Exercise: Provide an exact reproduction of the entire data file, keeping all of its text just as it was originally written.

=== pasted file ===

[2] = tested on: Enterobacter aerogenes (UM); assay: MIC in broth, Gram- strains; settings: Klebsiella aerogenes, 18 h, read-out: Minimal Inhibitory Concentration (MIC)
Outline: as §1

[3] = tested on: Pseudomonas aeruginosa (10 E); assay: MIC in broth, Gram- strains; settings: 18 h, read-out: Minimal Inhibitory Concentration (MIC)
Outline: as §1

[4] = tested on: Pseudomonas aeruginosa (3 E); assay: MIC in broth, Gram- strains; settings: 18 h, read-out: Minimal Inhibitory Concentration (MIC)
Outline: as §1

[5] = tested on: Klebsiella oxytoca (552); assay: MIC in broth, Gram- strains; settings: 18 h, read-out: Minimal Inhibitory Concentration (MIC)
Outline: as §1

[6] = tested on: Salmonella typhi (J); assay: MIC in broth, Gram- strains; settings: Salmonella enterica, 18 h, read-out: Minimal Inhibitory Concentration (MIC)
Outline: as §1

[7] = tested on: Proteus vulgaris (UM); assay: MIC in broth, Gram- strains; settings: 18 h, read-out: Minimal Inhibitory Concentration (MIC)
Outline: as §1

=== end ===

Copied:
[2] = tested on: Enterobacter aerogenes (UM); assay: MIC in broth, Gram- strains; settings: Klebsiella aerogenes, 18 h, read-out: Minimal Inhibitory Concentration (MIC)
Outline: as §1

[3] = tested on: Pseudomonas aeruginosa (10 E); assay: MIC in broth, Gram- strains; settings: 18 h, read-out: Minimal Inhibitory Concentration (MIC)
Outline: as §1

[4] = tested on: Pseudomonas aeruginosa (3 E); assay: MIC in broth, Gram- strains; settings: 18 h, read-out: Minimal Inhibitory Concentration (MIC)
Outline: as §1

[5] = tested on: Klebsiella oxytoca (552); assay: MIC in broth, Gram- strains; settings: 18 h, read-out: Minimal Inhibitory Concentration (MIC)
Outline: as §1

[6] = tested on: Salmonella typhi (J); assay: MIC in broth, Gram- strains; settings: Salmonella enterica, 18 h, read-out: Minimal Inhibitory Concentration (MIC)
Outline: as §1

[7] = tested on: Proteus vulgaris (UM); assay: MIC in broth, Gram- strains; settings: 18 h, read-out: Minimal Inhibitory Concentration (MIC)
Outline: as §1